The first woman in space seems like it happened forever ago, and that's because it has been nearly sixty years.

In 1963, Soviet cosmonaut Valentina Tereshkova, became the first-ever woman to journey into the beyond and unknown.

Thereafter, it took another twenty years for another woman to be awarded the opportunity.

This is also due to the fact that only people who were qualified military test pilots were allowed to be astronauts, so you might have already guessed that this career was not availed to women at the time.

Eventually these laws were changed by NASA after complaints of gender discrimination became prevalent.

It was in 1978 when the space program was officially opened to women, but not without discrimination.

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The first U.S. woman to enter space became the subject of sexist commentary and condescending interviews before she was set to leave earth. 

1983 People Weekly article reported how she would get asked about her reproductive organs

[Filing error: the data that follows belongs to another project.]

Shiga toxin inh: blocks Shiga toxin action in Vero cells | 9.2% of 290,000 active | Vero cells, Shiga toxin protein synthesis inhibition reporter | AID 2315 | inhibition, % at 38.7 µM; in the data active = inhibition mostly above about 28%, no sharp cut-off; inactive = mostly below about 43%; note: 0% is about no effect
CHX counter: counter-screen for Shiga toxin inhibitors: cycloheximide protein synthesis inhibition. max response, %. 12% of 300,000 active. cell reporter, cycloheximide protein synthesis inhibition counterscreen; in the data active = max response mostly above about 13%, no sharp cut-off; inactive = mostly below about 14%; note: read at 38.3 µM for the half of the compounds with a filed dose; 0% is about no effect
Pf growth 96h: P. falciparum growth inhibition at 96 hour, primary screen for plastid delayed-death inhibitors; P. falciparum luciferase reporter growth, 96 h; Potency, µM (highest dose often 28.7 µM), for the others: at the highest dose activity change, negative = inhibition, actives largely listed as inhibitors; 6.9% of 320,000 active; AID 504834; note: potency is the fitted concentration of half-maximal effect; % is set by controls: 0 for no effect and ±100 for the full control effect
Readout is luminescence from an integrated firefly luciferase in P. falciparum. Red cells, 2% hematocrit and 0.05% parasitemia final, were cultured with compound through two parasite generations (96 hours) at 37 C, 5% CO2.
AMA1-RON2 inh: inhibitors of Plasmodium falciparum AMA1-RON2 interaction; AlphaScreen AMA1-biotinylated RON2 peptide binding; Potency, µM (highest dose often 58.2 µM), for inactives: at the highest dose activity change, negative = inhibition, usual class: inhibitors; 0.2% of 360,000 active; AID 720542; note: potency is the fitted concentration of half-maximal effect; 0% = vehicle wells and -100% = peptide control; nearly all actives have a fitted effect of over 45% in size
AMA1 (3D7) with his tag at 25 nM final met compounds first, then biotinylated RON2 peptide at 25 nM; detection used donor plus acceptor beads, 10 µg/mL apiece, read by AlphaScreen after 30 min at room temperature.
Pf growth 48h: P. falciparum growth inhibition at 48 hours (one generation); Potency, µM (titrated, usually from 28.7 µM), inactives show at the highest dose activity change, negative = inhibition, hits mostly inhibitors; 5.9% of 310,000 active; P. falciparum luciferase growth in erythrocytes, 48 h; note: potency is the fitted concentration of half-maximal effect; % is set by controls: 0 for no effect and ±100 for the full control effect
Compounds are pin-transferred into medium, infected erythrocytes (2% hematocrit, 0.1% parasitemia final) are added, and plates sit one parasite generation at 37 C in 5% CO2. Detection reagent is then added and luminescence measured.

While the road to being allowed to explore the unknown can be described as a little more than rocky for women, many more have visited the outer space, with the most recent woman planning a space mission being Christina Koch.

This may seem like a victory for women, but not when you look at the stats. 

According to this NASA history site, only 59 women have been into space while a whopping 502 men have been into space.

The numbers are quite alarming.

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Which is why NASA announcing that by 2024 they plan to have a woman walk on the moon for the first time ever, is the kind of news that we women need to hear, especially given the fact that there have already been twelve men to have achieved this feat.

U.S. President Donald Trump earlier announced that he would be increasing funding toward the space program and this news was subsequently followed by the news that a woman will be landed on the moon nearly five decades after a man did it.

CNN reports that President Trump "challenged" NASA to land at the South Pole of the moon by 2024 - a challenge which the space agency willfully accepted. The mission is set to be called Artemis, after the Greek god Apollo's twin sister, and will see both a man and a woman land on the moon.

The identities of the man and woman are yet to be confirmed.

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